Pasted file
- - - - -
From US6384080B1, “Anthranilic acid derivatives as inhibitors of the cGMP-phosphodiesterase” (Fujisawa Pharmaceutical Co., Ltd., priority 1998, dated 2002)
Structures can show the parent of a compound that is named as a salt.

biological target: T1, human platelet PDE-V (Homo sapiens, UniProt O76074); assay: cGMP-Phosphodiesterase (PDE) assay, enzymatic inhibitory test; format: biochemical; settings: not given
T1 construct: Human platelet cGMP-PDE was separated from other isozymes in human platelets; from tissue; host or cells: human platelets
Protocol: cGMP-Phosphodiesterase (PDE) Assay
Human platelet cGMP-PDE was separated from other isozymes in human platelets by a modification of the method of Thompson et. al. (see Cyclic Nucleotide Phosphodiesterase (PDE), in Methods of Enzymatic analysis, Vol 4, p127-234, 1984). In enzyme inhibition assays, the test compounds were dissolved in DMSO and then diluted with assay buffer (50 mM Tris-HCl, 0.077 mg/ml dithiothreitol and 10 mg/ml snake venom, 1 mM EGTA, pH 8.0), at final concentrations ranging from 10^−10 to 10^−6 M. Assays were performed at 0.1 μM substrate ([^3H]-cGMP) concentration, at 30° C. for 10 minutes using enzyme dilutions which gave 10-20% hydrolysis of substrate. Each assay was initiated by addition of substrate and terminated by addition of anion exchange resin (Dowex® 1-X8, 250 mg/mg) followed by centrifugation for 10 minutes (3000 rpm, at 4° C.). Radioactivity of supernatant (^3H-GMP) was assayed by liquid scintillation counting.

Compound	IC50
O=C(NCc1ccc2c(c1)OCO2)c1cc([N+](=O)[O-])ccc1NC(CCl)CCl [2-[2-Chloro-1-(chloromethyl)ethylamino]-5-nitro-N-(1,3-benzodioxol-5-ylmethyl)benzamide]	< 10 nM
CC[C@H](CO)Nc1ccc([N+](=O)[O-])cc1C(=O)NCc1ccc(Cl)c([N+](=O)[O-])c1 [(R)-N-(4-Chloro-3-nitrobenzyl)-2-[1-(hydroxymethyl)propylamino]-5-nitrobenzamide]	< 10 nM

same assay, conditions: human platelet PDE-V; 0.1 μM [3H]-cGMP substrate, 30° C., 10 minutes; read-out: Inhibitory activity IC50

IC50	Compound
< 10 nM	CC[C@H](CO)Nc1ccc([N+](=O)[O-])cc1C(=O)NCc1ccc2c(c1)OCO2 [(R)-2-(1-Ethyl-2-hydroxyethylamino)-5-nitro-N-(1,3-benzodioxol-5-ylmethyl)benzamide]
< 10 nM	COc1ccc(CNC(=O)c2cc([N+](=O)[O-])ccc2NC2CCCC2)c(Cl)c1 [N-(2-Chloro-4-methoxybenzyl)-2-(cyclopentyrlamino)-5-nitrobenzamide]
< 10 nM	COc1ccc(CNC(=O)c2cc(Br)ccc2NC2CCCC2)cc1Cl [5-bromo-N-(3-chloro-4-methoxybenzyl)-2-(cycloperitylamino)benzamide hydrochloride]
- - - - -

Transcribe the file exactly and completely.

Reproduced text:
From US6384080B1, “Anthranilic acid derivatives as inhibitors of the cGMP-phosphodiesterase” (Fujisawa Pharmaceutical Co., Ltd., priority 1998, dated 2002)
Structures can show the parent of a compound that is named as a salt.

biological target: T1, human platelet PDE-V (Homo sapiens, UniProt O76074); assay: cGMP-Phosphodiesterase (PDE) assay, enzymatic inhibitory test; format: biochemical; settings: not given
T1 construct: Human platelet cGMP-PDE was separated from other isozymes in human platelets; from tissue; host or cells: human platelets
Protocol: cGMP-Phosphodiesterase (PDE) Assay
Human platelet cGMP-PDE was separated from other isozymes in human platelets by a modification of the method of Thompson et. al. (see Cyclic Nucleotide Phosphodiesterase (PDE), in Methods of Enzymatic analysis, Vol 4, p127-234, 1984). In enzyme inhibition assays, the test compounds were dissolved in DMSO and then diluted with assay buffer (50 mM Tris-HCl, 0.077 mg/ml dithiothreitol and 10 mg/ml snake venom, 1 mM EGTA, pH 8.0), at final concentrations ranging from 10^−10 to 10^−6 M. Assays were performed at 0.1 μM substrate ([^3H]-cGMP) concentration, at 30° C. for 10 minutes using enzyme dilutions which gave 10-20% hydrolysis of substrate. Each assay was initiated by addition of substrate and terminated by addition of anion exchange resin (Dowex® 1-X8, 250 mg/mg) followed by centrifugation for 10 minutes (3000 rpm, at 4° C.). Radioactivity of supernatant (^3H-GMP) was assayed by liquid scintillation counting.

Compound	IC50
O=C(NCc1ccc2c(c1)OCO2)c1cc([N+](=O)[O-])ccc1NC(CCl)CCl [2-[2-Chloro-1-(chloromethyl)ethylamino]-5-nitro-N-(1,3-benzodioxol-5-ylmethyl)benzamide]	< 10 nM
CC[C@H](CO)Nc1ccc([N+](=O)[O-])cc1C(=O)NCc1ccc(Cl)c([N+](=O)[O-])c1 [(R)-N-(4-Chloro-3-nitrobenzyl)-2-[1-(hydroxymethyl)propylamino]-5-nitrobenzamide]	< 10 nM

same assay, conditions: human platelet PDE-V; 0.1 μM [3H]-cGMP substrate, 30° C., 10 minutes; read-out: Inhibitory activity IC50

IC50	Compound
< 10 nM	CC[C@H](CO)Nc1ccc([N+](=O)[O-])cc1C(=O)NCc1ccc2c(c1)OCO2 [(R)-2-(1-Ethyl-2-hydroxyethylamino)-5-nitro-N-(1,3-benzodioxol-5-ylmethyl)benzamide]
< 10 nM	COc1ccc(CNC(=O)c2cc([N+](=O)[O-])ccc2NC2CCCC2)c(Cl)c1 [N-(2-Chloro-4-methoxybenzyl)-2-(cyclopentyrlamino)-5-nitrobenzamide]
< 10 nM	COc1ccc(CNC(=O)c2cc(Br)ccc2NC2CCCC2)cc1Cl [5-bromo-N-(3-chloro-4-methoxybenzyl)-2-(cycloperitylamino)benzamide hydrochloride]